Chlorinated hydrocarbons (organochlorides) are a very large and diverse group of hydrocarbon molecules that also have at least one covalently bound chlorine atom chemically bonded to them. The number of carbon atoms and its consequential three dimensional arrangements as well as the number of chlorine atoms attached will determine the chemical and physical properties of the chlorinated hydrocarbon formed. This class of compounds has an extensive range of applications and is frequently found on contaminated sites.
Chlorinated hydrocarbons are used predominantly as solvents and have historically been used as industrial degreasers, dry cleaning solvents, anaesthetic agents and as refrigerants. They are colourless, volatile liquids with a moderately sweet aroma and partially soluble in but denser than water. They are the most common DNAPL.
The more common forms of chlorinated solvent contamination of soils and ground waters include;
Tetrachloroethene (PCE, Tetrachloroethylene)
Carbon tetrachloride (Tetrachloromethane or carbon tet)
1,1,1 - Trichloroethane (TCA, methyl chloroform, chlorothene, Solvent 111)
Dichloromethane (DCM or methylene chloride)
QROS currently utilises two methods to rapidly quantify/semi-quantify their presence in soils and water on site. The first of these is the ColorTec method which can detect the presence of chlorinated solvents at ppb levels. The analysis takes approximately 10-15 minutes and gives a semi-quantitative result, with a Minimum Detection Limit of 3 ppb in water and in soil. The method is unable to differentiate between chlorinated solvent types and the data produced assume a given 'typical' mixture of solvents is present. If the contaminate is known to be a single Chlorinated hydrocarbon then quantification can be based on that assumption and a more accurate concentration determined, and like wise for a mixture of chlorinated hydrocarbons if the relative ratio has previously been determined.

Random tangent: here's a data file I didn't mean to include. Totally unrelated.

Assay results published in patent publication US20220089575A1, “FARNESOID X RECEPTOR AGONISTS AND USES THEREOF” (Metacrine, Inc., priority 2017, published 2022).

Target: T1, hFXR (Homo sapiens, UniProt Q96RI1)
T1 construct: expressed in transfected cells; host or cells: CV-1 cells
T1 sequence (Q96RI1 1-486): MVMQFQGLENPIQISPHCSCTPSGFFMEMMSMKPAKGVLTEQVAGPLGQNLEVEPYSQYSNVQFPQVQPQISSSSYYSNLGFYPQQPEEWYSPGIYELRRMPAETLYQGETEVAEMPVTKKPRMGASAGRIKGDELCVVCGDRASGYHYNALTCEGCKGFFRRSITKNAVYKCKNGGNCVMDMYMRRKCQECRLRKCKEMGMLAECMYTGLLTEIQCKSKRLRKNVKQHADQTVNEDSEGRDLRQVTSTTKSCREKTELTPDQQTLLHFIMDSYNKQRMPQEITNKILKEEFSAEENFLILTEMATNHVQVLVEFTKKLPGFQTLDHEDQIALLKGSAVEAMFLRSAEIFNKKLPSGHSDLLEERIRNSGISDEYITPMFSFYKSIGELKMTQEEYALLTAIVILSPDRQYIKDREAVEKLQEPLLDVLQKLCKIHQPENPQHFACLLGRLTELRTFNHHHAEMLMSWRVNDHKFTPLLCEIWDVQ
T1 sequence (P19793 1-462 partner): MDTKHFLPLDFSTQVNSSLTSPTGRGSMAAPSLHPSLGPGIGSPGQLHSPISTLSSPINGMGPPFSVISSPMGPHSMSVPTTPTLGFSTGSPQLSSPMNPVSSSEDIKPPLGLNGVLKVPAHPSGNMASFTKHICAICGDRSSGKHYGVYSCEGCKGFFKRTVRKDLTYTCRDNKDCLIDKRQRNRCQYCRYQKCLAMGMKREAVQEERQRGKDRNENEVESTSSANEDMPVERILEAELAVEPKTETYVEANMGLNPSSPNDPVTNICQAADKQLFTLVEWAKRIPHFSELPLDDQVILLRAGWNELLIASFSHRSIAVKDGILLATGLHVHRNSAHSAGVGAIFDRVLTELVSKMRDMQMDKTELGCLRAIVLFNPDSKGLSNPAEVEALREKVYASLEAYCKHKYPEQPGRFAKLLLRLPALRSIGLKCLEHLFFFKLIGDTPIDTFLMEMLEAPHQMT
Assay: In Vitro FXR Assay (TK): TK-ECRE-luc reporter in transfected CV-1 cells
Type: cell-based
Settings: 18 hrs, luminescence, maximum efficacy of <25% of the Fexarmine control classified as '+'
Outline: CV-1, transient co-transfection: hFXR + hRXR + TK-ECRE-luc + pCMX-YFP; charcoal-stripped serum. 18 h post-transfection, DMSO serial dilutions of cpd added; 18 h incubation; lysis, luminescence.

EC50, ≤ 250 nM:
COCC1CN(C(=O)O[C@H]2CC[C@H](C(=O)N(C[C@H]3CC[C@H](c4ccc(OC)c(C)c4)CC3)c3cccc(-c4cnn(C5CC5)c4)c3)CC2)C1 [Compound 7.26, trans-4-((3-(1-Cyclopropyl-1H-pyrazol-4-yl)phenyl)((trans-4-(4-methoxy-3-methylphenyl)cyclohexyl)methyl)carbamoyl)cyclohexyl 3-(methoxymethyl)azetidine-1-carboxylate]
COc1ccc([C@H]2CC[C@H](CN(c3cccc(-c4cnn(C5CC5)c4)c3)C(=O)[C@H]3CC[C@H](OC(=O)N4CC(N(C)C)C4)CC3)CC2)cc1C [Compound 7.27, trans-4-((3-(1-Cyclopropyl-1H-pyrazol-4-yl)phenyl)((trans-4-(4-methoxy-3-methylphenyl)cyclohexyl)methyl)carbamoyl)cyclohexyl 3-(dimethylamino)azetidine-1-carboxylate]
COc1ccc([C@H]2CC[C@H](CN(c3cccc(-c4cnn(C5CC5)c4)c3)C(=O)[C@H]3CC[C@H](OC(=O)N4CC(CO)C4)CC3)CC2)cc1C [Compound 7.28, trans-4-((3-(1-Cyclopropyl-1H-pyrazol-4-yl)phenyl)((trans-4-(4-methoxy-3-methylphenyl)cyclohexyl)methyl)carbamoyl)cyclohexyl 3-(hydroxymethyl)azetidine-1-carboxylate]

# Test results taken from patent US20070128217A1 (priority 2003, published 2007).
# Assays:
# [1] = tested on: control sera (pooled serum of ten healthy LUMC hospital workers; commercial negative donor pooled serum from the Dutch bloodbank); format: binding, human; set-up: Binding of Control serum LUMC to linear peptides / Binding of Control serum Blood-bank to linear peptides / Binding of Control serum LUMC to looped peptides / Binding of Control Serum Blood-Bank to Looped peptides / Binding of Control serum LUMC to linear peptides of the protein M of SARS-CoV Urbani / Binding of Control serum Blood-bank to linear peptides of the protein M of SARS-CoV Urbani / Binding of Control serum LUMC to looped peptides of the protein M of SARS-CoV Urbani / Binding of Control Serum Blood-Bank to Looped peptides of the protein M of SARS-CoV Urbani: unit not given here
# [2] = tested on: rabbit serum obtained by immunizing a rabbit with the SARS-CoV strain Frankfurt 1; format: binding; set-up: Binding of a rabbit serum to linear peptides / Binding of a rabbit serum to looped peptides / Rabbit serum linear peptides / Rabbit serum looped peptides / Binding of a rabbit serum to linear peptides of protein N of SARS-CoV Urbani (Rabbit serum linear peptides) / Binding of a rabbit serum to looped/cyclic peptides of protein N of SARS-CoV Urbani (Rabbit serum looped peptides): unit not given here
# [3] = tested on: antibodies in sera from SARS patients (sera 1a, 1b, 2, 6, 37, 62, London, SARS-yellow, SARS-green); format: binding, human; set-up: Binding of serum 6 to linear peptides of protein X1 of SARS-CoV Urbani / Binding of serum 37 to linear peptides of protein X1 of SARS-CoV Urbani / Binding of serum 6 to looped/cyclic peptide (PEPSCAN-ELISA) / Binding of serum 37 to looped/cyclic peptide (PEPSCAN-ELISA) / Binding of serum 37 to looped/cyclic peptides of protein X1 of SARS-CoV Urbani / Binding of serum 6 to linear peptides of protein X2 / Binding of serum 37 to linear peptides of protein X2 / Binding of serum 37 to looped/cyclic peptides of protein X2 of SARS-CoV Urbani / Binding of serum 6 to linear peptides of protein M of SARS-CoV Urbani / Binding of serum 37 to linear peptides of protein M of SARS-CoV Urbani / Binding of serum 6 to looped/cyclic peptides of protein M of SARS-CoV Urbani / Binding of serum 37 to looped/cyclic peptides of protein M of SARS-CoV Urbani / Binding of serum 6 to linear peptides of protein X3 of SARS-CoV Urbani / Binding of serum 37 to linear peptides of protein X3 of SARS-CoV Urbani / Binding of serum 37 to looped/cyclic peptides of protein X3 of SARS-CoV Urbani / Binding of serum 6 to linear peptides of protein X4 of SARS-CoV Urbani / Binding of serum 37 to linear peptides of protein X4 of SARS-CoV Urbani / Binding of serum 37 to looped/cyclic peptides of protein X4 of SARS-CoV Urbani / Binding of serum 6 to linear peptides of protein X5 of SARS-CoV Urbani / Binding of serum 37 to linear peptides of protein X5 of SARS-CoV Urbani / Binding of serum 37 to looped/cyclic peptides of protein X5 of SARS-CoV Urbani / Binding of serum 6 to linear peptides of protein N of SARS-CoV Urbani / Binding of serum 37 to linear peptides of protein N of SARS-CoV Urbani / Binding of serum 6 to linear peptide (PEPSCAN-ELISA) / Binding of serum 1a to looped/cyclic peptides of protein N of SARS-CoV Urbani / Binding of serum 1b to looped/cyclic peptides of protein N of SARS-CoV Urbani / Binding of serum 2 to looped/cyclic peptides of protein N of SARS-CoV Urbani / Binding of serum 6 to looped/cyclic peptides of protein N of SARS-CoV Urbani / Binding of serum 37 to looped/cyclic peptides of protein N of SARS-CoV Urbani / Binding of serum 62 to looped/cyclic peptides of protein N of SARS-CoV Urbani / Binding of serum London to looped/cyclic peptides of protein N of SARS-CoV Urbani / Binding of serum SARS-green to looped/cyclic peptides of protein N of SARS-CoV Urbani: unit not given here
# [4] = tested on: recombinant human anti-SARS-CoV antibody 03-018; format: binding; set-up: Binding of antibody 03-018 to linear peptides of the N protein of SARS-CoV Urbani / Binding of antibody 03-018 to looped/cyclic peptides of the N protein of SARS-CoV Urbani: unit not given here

A further rapid onsite technique currently under development within QROS utilises a positive ion heated diode system and is sensitive to levels as low as 0.005 ppm and not susceptible to interferences from BTEX or other volatile hydrocarbons. The sensor is also unaffected by moisture levels that would quickly destroy a PID lamp. The unit can be operated as either a "sniffer" providing screening data that can be used to identify gross contamination, or as a discreet analyser to provide semi-quantitative results providing the type of chlorinated solvent is known. The analyser is completely portable and can operate for a day before battery recharge is required.
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